- Ancient Thebes and the Ramesseum/Necropolis of Ramses II, Egypt
- Angkor Wat’s western causeway and Banteay Kdei areas, Cambodia
- The Bab al-Barqiyya Gate, a portion of the Ayyubid Wall in Cairo, Egypt
- A Carmelite Church in Weissenburg, Germany
- Beauvais Cathedral, a Gothic masterwork in France
- Chavin De Huantar, 3500 year-old capital of the Chavin culture, Peru
- Chichen Itza, ancient Yucatán Maya center and pilgrimage site, Mexico
- Deadwood, the legendary Old West city in South Dakota, United States
- Fort Conger, a 19th-century Arctic exploration camp located on Northeastern Ellesmere Island, Nunavut, Canada.
- Fort Laramie, historic center of the Plains Indian Wars and the Oregon Trail, United States
- The Hypogeum of the Volumnis, an intact Etruscan tomb near Perugia, Italy
- Mesa Verde’s Spruce Tree House, Square Tower House, and Fire Temple, ancestral Puebloan cliff structures in Colorado, United States
- Monte Alban, the capital of the ancient Zapotecs of Oaxaca, Mexico
- Nineveh, imperial capital of the Assyrian Empire, Iraq
- Piazza Del Duomo’s Baptistery, Cathedral, and Campanile (also known as the Leaning Tower of Pisa), Italy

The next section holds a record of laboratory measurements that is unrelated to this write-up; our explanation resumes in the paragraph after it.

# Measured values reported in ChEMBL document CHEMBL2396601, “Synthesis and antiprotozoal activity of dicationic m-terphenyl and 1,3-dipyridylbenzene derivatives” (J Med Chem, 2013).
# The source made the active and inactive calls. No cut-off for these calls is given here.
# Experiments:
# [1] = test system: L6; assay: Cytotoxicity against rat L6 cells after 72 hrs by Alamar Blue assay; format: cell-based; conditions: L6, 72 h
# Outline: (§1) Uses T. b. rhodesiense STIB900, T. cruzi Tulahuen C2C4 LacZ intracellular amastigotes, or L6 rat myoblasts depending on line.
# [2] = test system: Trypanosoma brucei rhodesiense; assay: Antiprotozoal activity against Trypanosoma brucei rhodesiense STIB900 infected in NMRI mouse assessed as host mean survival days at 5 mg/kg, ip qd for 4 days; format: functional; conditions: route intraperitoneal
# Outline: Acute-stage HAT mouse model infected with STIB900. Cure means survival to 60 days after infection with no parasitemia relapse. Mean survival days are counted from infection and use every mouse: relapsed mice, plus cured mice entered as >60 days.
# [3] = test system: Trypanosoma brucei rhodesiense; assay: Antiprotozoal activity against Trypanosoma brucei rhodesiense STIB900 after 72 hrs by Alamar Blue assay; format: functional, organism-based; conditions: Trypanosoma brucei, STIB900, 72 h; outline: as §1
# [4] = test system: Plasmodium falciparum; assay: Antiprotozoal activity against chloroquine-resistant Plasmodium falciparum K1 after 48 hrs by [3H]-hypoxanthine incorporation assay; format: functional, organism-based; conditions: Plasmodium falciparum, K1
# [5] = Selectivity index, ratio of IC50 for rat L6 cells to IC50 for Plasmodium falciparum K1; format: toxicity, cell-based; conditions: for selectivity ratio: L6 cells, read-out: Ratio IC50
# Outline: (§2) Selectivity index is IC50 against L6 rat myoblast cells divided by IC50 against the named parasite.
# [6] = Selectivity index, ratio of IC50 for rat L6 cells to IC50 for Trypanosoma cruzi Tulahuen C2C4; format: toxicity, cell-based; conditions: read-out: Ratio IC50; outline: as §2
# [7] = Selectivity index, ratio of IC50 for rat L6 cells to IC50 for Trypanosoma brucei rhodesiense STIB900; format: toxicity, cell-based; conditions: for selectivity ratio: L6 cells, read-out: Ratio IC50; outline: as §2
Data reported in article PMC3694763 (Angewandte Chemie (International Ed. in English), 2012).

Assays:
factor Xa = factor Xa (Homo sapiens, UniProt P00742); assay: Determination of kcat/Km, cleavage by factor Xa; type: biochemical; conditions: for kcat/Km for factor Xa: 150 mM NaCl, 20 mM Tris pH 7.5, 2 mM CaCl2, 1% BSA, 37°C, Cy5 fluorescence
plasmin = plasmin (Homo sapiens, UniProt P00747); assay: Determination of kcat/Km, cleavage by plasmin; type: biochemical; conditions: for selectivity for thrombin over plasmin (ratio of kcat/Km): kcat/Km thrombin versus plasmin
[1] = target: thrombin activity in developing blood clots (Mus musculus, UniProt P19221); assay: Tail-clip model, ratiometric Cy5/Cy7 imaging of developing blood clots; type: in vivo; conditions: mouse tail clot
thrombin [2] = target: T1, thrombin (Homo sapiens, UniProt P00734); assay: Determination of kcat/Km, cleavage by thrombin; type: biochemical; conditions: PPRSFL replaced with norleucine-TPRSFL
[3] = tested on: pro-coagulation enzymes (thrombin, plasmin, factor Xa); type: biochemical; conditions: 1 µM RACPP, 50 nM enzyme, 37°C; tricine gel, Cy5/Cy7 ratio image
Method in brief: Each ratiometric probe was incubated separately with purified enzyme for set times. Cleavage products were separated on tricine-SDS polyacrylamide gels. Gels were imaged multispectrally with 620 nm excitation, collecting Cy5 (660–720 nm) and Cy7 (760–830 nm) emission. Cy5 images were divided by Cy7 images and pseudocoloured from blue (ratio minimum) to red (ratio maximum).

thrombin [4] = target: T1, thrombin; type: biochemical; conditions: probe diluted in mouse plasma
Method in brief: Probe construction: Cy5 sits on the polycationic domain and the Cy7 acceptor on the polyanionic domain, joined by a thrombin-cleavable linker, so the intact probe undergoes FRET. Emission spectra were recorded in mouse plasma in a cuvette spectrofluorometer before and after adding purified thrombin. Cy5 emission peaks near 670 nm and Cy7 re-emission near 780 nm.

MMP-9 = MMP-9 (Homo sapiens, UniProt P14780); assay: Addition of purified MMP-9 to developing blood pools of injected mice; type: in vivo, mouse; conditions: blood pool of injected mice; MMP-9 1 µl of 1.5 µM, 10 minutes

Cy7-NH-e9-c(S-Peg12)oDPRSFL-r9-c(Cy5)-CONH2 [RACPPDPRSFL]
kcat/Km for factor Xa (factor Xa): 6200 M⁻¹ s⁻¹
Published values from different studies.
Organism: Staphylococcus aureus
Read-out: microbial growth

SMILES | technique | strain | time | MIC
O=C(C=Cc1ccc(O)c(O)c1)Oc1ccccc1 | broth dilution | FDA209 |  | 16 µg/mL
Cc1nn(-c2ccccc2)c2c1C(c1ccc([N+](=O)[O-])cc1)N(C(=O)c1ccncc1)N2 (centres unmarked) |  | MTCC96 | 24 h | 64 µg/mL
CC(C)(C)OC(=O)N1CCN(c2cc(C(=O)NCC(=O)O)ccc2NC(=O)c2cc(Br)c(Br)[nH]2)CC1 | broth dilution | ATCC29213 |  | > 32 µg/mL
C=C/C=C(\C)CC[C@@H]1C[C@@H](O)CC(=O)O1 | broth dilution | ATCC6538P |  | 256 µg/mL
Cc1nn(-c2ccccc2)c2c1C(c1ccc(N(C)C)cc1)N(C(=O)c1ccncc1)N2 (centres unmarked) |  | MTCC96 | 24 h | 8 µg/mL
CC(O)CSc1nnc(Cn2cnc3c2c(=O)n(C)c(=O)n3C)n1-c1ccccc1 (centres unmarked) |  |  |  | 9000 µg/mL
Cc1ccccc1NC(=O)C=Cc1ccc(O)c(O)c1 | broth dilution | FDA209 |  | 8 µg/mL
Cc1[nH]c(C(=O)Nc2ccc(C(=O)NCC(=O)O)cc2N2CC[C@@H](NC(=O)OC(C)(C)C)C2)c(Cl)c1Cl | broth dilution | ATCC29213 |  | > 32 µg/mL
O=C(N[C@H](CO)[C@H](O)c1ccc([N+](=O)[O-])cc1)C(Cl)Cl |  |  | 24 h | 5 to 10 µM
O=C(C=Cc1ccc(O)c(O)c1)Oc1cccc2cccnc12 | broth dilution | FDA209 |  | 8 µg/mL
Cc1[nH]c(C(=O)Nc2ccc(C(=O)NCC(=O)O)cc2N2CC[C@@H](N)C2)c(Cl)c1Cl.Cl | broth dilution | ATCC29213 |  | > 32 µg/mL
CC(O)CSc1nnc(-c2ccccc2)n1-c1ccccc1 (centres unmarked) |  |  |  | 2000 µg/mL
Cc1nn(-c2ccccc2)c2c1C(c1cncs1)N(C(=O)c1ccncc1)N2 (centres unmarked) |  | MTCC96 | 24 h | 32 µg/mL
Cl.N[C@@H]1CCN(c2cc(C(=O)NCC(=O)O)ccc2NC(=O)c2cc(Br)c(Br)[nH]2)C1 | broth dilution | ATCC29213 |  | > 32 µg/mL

- Pompeii, ancient Roman city buried under the volcanic eruption of Mt. Vesuvius, Italy. The CyArk website states that this project was also the first time laser scanning was used to document a cultural heritage site.
- The Presidio of San Francisco, a historic military base, United States
- Qal’at al-Bahrain, a 14th-century Portuguese fort built atop the remains of the ancient Dilmun civilization’s hilltop capitol, Bahrain
- Rapa Nui (Easter Island), scans of the famous monuments and lesser-known structures of this very-isolated Polynesian culture site, Chile
- Roman Baths of Weissenburg, one of the best-preserved examples of Thermae along the remote borders of the Roman Empire, Germany
- Royal Kasubi Tombs, culturally vital mausoleum of the last four Bugandan Kings, Uganda. The Tombs were scanned and documented by CyArk in 2009 then largely destroyed by a fire in 2010, and data from the scans will be used for reconstruction efforts.
- Saint Sebald Church, a medieval cathedral in Nuremberg that was heavily damaged during WWII but retained enough original architecture to allow for digital reconstructions, Germany
- Church and Cloister of Saint-Trophime, a former cathedral in Arles that contains some of the world’s most notable Romanesque facades, France
- The Pelourinho of Salvador da Bahia, historic downtown district of Brazil’s original capitol